Plantronics may be 53 years old, but the company – which outfitted astronaut Neil Armstrong with the headset through which he uttered the famous phrase “That’s one small step for man, one giant leap for mankind” – was one of the original companies in the wearables space.
The company, whose name was created by marrying the words plane and electronics, got its start in the aeronautics arena. In fact, the Federal Aviation Administration mandates the use of Plantronics technology.
Plantronics today also caters to consumers, contact centers, and enterprise users. Indeed, it is the world leader in headsets, says Beau Wilder, the company’s vice president of innovation waves and new products, who spoke with me earlier this week at TMC Editor’s Day Silicon Valley.
Speaking of innovation, Plantronics continues to evolve and expand its product portfolio to address new market requirements and opportunities. For example, the company’s Voyager line of lightweight headsets feature active noise cancellation, which enable knowledge workers to be productive in the more open, multiuser, (and frequently noisy) environments many businesses have created, Wilder explained. These devices also have the smarts to know whether or not the user is wearing them and how far they are from their computers or smartphones so they can, for example, automatically lock down users’ PC screens as they step away from their desks.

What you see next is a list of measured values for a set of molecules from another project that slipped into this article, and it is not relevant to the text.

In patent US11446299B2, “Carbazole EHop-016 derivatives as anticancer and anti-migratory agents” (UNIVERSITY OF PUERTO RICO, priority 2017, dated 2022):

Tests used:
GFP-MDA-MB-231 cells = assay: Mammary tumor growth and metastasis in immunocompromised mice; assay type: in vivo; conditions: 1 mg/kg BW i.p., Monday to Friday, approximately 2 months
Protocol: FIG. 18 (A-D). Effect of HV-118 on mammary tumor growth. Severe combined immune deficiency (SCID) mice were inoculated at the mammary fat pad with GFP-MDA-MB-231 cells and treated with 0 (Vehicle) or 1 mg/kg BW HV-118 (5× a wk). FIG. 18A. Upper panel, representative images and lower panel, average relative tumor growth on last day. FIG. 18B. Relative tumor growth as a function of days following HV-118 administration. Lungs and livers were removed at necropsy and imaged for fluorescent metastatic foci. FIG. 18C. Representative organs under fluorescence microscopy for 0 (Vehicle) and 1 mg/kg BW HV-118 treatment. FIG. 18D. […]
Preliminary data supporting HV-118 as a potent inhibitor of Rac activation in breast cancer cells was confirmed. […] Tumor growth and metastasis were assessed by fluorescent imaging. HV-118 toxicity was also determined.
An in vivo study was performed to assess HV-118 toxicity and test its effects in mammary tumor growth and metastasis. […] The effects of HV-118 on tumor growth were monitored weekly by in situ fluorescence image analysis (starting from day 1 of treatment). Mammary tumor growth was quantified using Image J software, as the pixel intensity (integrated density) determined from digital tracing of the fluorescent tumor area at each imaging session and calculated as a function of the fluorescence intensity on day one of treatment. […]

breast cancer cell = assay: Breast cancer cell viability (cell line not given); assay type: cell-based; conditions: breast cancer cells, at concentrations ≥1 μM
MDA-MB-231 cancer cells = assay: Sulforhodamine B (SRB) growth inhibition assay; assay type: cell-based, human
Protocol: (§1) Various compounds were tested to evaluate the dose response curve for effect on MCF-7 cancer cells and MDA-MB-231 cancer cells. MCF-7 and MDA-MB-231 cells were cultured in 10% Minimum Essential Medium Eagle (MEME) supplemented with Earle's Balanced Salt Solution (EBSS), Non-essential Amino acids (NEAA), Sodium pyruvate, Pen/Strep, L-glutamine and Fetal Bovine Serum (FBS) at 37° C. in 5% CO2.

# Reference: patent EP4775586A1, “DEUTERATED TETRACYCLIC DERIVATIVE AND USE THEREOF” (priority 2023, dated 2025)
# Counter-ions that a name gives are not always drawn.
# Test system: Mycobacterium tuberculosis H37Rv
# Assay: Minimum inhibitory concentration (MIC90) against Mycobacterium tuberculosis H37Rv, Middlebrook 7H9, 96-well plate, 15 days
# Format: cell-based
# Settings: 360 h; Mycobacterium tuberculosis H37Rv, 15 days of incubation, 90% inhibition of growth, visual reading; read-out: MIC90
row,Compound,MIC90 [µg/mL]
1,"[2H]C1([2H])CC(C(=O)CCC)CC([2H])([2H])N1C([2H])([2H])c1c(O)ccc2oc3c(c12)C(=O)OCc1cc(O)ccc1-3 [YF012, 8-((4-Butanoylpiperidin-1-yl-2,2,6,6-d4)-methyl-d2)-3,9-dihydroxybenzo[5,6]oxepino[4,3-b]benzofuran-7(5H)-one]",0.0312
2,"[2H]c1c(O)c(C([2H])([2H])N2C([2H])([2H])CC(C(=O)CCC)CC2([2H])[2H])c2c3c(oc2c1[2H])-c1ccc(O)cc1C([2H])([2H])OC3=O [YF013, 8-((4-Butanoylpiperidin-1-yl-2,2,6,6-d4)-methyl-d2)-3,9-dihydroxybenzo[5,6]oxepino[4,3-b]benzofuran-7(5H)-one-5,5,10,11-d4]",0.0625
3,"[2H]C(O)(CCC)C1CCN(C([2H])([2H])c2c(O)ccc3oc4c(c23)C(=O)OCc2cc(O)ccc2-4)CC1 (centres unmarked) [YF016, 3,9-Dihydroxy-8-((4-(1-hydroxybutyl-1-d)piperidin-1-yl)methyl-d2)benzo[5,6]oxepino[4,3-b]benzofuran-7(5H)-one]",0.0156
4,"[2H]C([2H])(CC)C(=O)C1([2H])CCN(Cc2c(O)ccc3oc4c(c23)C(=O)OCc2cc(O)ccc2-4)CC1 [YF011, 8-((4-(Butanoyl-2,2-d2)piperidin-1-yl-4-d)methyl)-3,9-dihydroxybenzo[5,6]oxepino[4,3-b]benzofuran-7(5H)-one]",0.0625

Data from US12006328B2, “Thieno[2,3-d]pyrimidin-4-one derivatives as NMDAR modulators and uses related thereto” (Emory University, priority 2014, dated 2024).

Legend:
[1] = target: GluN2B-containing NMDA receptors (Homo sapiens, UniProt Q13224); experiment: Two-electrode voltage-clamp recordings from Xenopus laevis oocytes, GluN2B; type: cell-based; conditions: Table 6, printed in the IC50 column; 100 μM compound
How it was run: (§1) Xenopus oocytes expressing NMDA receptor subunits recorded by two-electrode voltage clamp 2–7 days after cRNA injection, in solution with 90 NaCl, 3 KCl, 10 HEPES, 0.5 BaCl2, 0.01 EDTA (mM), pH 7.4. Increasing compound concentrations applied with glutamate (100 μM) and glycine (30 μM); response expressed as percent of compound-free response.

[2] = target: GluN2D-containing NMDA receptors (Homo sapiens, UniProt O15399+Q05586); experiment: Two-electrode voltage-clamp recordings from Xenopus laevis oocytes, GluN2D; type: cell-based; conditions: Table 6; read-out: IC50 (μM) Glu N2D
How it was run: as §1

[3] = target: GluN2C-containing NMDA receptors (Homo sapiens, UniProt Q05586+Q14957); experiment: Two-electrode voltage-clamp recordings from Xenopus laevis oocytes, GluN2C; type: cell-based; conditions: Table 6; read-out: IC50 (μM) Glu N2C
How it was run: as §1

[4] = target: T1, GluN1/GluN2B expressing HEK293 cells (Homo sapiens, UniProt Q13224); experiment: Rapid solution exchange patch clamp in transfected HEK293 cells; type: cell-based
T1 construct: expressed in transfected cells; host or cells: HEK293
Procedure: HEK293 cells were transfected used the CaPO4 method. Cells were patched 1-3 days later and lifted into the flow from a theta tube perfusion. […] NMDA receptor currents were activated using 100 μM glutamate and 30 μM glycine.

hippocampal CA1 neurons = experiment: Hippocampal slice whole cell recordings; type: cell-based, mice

Plantronics headsets can also act as a liaison between their multiple devices, of which the average knowledge worker uses seven, said Wilder, and of the various unified communications tools and services people enjoy. Plantronics headsets have hooks to do call control related to popular UC applications and platforms such as Avaya one-X, Jabber, Microsoft’s Skype for Business, and Twilio.
The company’s DA70 and DA80 digital adapters, which plug into a PC and attach to any of Plantronics’ professional-grade headsets, offer another example of how the company is building intelligence into its solutions. When an agent goes on break, the headsets disconnect from the adapter (but stay on the agent’s head), and that updates the call center queue so the call center system knows the agent is gone and calls should be routed to other stations.